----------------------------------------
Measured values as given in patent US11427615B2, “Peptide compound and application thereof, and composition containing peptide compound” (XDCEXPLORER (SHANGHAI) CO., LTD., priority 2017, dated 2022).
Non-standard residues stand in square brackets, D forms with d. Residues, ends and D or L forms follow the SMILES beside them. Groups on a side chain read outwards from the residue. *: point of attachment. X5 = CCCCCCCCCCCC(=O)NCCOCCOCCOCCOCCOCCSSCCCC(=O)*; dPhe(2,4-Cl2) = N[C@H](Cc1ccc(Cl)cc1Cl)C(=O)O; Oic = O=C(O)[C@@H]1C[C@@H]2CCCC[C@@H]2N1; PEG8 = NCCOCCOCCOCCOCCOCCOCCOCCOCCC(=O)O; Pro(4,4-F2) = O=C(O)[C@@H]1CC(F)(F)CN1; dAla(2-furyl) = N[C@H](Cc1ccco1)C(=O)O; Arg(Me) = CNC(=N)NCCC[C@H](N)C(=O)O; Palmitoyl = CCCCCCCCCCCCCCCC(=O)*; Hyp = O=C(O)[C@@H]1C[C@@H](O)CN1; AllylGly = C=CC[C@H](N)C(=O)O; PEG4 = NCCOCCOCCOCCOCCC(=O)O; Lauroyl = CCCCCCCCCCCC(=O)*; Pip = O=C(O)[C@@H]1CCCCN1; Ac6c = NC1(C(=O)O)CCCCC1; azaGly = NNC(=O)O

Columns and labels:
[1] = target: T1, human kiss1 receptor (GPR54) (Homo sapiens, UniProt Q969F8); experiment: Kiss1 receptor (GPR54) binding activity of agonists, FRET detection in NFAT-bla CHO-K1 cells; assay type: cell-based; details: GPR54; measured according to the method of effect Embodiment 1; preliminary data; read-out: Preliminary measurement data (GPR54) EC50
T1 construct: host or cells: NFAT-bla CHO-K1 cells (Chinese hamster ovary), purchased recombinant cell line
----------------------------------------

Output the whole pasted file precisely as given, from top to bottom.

Measured values as given in patent US11427615B2, “Peptide compound and application thereof, and composition containing peptide compound” (XDCEXPLORER (SHANGHAI) CO., LTD., priority 2017, dated 2022).
Non-standard residues stand in square brackets, D forms with d. Residues, ends and D or L forms follow the SMILES beside them. Groups on a side chain read outwards from the residue. *: point of attachment. X5 = CCCCCCCCCCCC(=O)NCCOCCOCCOCCOCCOCCSSCCCC(=O)*; dPhe(2,4-Cl2) = N[C@H](Cc1ccc(Cl)cc1Cl)C(=O)O; Oic = O=C(O)[C@@H]1C[C@@H]2CCCC[C@@H]2N1; PEG8 = NCCOCCOCCOCCOCCOCCOCCOCCOCCC(=O)O; Pro(4,4-F2) = O=C(O)[C@@H]1CC(F)(F)CN1; dAla(2-furyl) = N[C@H](Cc1ccco1)C(=O)O; Arg(Me) = CNC(=N)NCCC[C@H](N)C(=O)O; Palmitoyl = CCCCCCCCCCCCCCCC(=O)*; Hyp = O=C(O)[C@@H]1C[C@@H](O)CN1; AllylGly = C=CC[C@H](N)C(=O)O; PEG4 = NCCOCCOCCOCCOCCC(=O)O; Lauroyl = CCCCCCCCCCCC(=O)*; Pip = O=C(O)[C@@H]1CCCCN1; Ac6c = NC1(C(=O)O)CCCCC1; azaGly = NNC(=O)O

Columns and labels:
[1] = target: T1, human kiss1 receptor (GPR54) (Homo sapiens, UniProt Q969F8); experiment: Kiss1 receptor (GPR54) binding activity of agonists, FRET detection in NFAT-bla CHO-K1 cells; assay type: cell-based; details: GPR54; measured according to the method of effect Embodiment 1; preliminary data; read-out: Preliminary measurement data (GPR54) EC50
T1 construct: host or cells: NFAT-bla CHO-K1 cells (Chinese hamster ovary), purchased recombinant cell line